Housing & Community Safety Select Committee (ceased to operate 03/06/2015) Minutes

Thursday, 2nd May, 2013
Jim Cooke Suite, Stockton Central Library, Church Road, Stockton-on-Tees, TS18 1AU
Please note: all Minutes are subject to approval at the next Meeting

Attendance Details

Cllr Julia Cherrett(Chairman), Cllr Derrick Brown(Chair), Cllr Michael Clark, Cllr Evaline Cunningham, Cllr Mohammed Javed, Cllr David Wilburn
Kerry Anderson, Ruby Poppleton(CESC), Jane Edmends, Julie Higgins, Julie Nixon, Linda Stephenson, Caroline Wood(DNS), Graham Birtle, Peter Mennear, Sarah Whaley(LD)
In Attendance:
Cllr Bloundele, Paul Campbell, Paul Slocombe(Teesside Pension Fund), Cllr Steve Nelson(Cabinet Member for Housing and Community Safety)
Apologies for absence:
Cllr Tina large
Item Description Decision
AGREED that the minutes be signed by the Chairman as a correct record.
AGREED that the minutes be approved.
AGREED that the information be noted.
AGREED that the information be noted.
AGREED that the information be noted.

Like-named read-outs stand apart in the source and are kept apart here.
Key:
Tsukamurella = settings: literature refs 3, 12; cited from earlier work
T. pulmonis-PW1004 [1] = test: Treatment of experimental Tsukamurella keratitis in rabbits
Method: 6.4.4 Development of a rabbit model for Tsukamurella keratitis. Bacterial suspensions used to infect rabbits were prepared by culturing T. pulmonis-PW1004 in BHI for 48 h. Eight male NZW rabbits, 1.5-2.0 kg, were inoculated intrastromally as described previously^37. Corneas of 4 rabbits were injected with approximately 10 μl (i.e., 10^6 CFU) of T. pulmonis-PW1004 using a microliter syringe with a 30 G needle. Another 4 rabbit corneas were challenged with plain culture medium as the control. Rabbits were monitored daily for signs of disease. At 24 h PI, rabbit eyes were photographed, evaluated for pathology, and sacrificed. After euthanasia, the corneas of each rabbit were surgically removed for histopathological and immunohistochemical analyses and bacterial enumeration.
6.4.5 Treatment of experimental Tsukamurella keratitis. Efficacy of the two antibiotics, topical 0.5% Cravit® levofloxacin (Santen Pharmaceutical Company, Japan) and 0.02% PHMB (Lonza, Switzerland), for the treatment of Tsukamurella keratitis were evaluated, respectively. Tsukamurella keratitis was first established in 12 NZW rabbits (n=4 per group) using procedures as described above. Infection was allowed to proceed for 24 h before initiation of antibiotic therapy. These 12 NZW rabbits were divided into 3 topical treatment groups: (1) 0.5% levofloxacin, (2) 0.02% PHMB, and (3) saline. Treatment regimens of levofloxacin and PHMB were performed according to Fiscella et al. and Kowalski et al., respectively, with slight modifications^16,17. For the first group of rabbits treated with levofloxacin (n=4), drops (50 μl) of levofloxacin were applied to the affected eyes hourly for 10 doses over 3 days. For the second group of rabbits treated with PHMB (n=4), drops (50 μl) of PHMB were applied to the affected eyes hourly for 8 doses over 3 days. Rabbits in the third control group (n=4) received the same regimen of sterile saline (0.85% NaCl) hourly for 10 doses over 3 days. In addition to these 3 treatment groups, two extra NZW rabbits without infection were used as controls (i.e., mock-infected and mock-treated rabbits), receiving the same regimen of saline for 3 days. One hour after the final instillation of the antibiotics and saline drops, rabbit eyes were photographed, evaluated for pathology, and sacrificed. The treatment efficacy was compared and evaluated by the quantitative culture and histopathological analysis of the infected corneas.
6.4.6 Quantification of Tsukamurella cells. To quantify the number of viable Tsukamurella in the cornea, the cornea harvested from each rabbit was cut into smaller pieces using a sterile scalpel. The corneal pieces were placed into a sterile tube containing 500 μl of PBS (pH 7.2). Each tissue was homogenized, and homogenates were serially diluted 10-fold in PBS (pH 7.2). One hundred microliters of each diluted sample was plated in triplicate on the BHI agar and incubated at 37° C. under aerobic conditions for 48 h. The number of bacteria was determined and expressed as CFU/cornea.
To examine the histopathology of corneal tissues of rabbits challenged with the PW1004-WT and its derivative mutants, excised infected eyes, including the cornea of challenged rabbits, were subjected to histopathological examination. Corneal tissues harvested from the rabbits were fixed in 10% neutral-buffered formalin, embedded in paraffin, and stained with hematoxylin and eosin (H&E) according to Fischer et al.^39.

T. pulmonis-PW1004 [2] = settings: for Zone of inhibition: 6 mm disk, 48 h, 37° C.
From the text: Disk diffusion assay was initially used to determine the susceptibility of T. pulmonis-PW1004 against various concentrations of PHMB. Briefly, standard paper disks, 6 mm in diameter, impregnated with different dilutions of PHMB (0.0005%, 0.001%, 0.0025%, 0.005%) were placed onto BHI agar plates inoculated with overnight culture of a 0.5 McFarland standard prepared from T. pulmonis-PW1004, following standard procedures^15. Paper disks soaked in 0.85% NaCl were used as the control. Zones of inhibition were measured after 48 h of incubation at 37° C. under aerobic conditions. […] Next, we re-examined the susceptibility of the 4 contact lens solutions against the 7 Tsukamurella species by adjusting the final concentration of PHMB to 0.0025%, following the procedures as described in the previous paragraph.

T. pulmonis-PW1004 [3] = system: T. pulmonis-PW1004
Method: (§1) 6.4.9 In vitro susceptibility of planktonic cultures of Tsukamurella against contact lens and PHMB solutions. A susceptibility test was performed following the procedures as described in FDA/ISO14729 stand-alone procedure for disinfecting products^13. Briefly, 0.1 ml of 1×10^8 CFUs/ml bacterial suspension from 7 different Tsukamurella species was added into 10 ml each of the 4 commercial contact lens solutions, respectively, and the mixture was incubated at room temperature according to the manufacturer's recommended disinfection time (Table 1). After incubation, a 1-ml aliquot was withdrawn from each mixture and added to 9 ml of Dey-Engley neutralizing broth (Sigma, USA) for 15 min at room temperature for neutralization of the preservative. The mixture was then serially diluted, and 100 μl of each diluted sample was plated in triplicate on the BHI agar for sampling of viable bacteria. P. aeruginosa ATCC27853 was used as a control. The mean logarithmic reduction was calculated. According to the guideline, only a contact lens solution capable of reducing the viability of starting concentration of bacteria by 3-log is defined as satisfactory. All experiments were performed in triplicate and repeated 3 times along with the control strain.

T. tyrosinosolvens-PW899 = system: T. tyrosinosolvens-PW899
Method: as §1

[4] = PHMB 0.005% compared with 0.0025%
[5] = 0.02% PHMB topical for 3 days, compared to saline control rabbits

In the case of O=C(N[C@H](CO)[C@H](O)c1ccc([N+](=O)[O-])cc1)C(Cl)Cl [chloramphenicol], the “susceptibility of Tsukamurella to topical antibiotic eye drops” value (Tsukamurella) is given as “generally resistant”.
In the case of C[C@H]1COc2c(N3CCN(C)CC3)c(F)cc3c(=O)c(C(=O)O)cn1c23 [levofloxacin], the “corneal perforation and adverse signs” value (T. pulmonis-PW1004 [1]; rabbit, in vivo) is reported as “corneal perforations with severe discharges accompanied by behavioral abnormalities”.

4.00pm - 6.35pm


The evacuation procedure was noted.
Cllrs Brown, Clark and Wilburn declared a personal, non prejudicial interest in relation to item 6, 'Review of Tobacco control', as they were members of the Teesside Pension Fund.

Cllr Nelson declared a personal, non prejudicial interest in relation to item 5, 'Housing Service Overview', as he was a member of the Tristar Management Board, and also in relation to item 6, 'Review of Tobacco control', as he was a member of the Teesside Pension Fund.
Consideration was given to the minutes of the meeting which was held on the 30th January 2013 for signature.
Consideration was given to the minutes from the meeting which was held on the 28th February 2013 for approval.
The Head of Housing presented Members with an annual update of the Stockton Borough Council Housing Service which highlighted the successes and challenges the service had achieved/endured over the last 12 months.

The main issues discussed were as follows:

The National Housing Picture

- the rise in the need for rental properties.

- lack of stock available in the rental sector.

- an increase in the aging population and the demands this had put on the service, such as providing increased independent living for the elderly.